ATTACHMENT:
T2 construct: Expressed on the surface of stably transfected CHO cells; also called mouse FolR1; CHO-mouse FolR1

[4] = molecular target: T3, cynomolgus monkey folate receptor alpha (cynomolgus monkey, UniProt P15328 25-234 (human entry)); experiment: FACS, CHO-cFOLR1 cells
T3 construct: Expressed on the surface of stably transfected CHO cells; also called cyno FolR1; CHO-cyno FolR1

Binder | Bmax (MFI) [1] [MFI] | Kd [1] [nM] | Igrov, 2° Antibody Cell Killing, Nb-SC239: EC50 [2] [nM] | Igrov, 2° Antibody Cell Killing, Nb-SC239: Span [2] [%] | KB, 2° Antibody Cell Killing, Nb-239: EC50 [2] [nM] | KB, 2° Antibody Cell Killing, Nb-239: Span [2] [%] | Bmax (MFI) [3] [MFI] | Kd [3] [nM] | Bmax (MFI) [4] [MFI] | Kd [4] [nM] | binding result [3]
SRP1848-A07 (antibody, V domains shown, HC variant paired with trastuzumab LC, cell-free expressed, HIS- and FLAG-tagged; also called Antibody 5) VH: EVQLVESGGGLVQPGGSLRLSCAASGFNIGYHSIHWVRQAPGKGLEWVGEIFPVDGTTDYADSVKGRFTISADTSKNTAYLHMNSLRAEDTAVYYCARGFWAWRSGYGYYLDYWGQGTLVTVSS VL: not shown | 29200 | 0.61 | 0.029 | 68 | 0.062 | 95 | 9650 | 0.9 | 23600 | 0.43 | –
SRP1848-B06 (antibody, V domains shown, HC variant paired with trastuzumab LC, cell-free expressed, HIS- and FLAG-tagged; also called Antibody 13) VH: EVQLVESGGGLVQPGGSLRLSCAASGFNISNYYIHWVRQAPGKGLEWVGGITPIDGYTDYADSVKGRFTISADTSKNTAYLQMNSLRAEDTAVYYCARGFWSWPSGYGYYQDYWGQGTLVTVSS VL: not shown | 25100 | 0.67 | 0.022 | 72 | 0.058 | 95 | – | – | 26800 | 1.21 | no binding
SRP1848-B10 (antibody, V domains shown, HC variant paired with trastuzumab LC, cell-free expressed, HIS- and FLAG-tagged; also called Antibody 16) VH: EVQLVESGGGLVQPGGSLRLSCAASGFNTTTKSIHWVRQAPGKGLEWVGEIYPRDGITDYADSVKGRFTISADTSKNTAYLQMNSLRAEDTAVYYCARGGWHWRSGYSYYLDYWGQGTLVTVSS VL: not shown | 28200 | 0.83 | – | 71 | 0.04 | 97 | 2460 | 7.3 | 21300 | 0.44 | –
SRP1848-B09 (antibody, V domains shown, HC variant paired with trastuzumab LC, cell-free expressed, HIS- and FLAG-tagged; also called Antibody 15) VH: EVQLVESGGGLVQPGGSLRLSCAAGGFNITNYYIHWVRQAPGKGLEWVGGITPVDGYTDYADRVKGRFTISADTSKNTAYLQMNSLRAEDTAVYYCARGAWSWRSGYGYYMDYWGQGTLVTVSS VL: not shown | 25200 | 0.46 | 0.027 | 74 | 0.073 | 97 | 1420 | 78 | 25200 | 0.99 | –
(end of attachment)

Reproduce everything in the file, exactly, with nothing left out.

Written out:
T2 construct: Expressed on the surface of stably transfected CHO cells; also called mouse FolR1; CHO-mouse FolR1

[4] = molecular target: T3, cynomolgus monkey folate receptor alpha (cynomolgus monkey, UniProt P15328 25-234 (human entry)); experiment: FACS, CHO-cFOLR1 cells
T3 construct: Expressed on the surface of stably transfected CHO cells; also called cyno FolR1; CHO-cyno FolR1

Binder | Bmax (MFI) [1] [MFI] | Kd [1] [nM] | Igrov, 2° Antibody Cell Killing, Nb-SC239: EC50 [2] [nM] | Igrov, 2° Antibody Cell Killing, Nb-SC239: Span [2] [%] | KB, 2° Antibody Cell Killing, Nb-239: EC50 [2] [nM] | KB, 2° Antibody Cell Killing, Nb-239: Span [2] [%] | Bmax (MFI) [3] [MFI] | Kd [3] [nM] | Bmax (MFI) [4] [MFI] | Kd [4] [nM] | binding result [3]
SRP1848-A07 (antibody, V domains shown, HC variant paired with trastuzumab LC, cell-free expressed, HIS- and FLAG-tagged; also called Antibody 5) VH: EVQLVESGGGLVQPGGSLRLSCAASGFNIGYHSIHWVRQAPGKGLEWVGEIFPVDGTTDYADSVKGRFTISADTSKNTAYLHMNSLRAEDTAVYYCARGFWAWRSGYGYYLDYWGQGTLVTVSS VL: not shown | 29200 | 0.61 | 0.029 | 68 | 0.062 | 95 | 9650 | 0.9 | 23600 | 0.43 | –
SRP1848-B06 (antibody, V domains shown, HC variant paired with trastuzumab LC, cell-free expressed, HIS- and FLAG-tagged; also called Antibody 13) VH: EVQLVESGGGLVQPGGSLRLSCAASGFNISNYYIHWVRQAPGKGLEWVGGITPIDGYTDYADSVKGRFTISADTSKNTAYLQMNSLRAEDTAVYYCARGFWSWPSGYGYYQDYWGQGTLVTVSS VL: not shown | 25100 | 0.67 | 0.022 | 72 | 0.058 | 95 | – | – | 26800 | 1.21 | no binding
SRP1848-B10 (antibody, V domains shown, HC variant paired with trastuzumab LC, cell-free expressed, HIS- and FLAG-tagged; also called Antibody 16) VH: EVQLVESGGGLVQPGGSLRLSCAASGFNTTTKSIHWVRQAPGKGLEWVGEIYPRDGITDYADSVKGRFTISADTSKNTAYLQMNSLRAEDTAVYYCARGGWHWRSGYSYYLDYWGQGTLVTVSS VL: not shown | 28200 | 0.83 | – | 71 | 0.04 | 97 | 2460 | 7.3 | 21300 | 0.44 | –
SRP1848-B09 (antibody, V domains shown, HC variant paired with trastuzumab LC, cell-free expressed, HIS- and FLAG-tagged; also called Antibody 15) VH: EVQLVESGGGLVQPGGSLRLSCAAGGFNITNYYIHWVRQAPGKGLEWVGGITPVDGYTDYADRVKGRFTISADTSKNTAYLQMNSLRAEDTAVYYCARGAWSWRSGYGYYMDYWGQGTLVTVSS VL: not shown | 25200 | 0.46 | 0.027 | 74 | 0.073 | 97 | 1420 | 78 | 25200 | 0.99 | –